|Inflorescence and leaves|
As the thick leaves are heart-shaped, the plant is sometimes named "lucky-heart". In Europe, it is sold for Saint Valentine's Day.
Hoya kerrii is a climbing plant that can grow up to 4 meters high (around 13 feet). Stems have a diameter of 7 mm. The leaves are 6 cm wide, 5 mm thick. Adult plants show inflorescences of 5 cm diameter and up to 25 flowers. They produce small balls of nectar, coloured red to brown. They smell only faintly or not at all.
A specimen was collected by Arthur Francis George Kerr 1910 in or 1911 in the Doi Suthep mountains west of Chiang Mai (Northern Thailand) at an altitude of 390 m above sea level. It was transplanted to Kew Gardens where it flowered in August 1911, and the species was first described by William Grant Craib from that plant and the wild collections in 1911.
Culture as houseplant
It can be difficult to find a fully vined Hoya kerri at a reasonable price. Garden centres and large box stores often stock Hoya kerrii as a single leaf cutting. The cutting's heart shape makes it a popular purchase for Valentine's day. The leaf readily roots and remains a planted heart for many months if not years. These are largely considered novelty items as very few single leaf cuttings develop into mature plants. In order for a leaf cutting to sprout a vine, part of the stem and a node is required from the mother plant. Even if a stem and node are present, it can take several years before new growth is observed.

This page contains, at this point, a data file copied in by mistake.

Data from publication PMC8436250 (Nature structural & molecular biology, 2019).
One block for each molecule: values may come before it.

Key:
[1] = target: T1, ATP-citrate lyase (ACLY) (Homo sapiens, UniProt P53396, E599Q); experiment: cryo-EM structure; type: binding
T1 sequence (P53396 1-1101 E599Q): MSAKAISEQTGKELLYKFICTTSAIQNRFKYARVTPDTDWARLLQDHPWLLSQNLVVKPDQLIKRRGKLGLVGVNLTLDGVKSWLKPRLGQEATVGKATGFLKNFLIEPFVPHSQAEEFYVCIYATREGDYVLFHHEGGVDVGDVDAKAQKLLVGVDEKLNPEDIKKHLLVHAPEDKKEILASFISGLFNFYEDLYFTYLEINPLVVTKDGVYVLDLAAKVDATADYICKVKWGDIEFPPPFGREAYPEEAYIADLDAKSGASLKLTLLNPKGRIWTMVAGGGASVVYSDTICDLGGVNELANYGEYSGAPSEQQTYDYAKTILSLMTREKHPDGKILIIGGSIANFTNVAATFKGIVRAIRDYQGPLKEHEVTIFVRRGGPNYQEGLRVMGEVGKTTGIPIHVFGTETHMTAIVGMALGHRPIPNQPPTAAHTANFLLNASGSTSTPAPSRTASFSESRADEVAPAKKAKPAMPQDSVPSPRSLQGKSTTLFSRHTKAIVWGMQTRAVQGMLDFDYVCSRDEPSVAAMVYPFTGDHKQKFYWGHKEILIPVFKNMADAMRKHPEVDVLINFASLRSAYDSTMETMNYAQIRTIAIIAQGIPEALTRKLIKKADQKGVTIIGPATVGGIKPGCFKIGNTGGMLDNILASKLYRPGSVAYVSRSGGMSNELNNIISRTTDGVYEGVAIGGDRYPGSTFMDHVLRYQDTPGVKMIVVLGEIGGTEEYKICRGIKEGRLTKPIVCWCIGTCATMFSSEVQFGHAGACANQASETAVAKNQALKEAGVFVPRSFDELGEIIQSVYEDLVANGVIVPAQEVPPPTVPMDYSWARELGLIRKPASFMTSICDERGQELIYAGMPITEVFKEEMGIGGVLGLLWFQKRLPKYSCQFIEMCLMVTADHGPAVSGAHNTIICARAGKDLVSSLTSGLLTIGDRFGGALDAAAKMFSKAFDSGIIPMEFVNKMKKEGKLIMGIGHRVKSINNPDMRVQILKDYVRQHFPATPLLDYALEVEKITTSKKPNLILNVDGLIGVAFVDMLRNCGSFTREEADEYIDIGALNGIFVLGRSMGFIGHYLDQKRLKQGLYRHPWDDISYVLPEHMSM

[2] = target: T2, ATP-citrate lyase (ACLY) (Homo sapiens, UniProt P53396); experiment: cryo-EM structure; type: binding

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- "The Plant List: A Working List of All Plant Species".
- William Grant Craib (1911). "Contributions to the Flora of Siam (continued)". Bulletin of Miscellaneous Information. 1911: 385–474. pages 418–419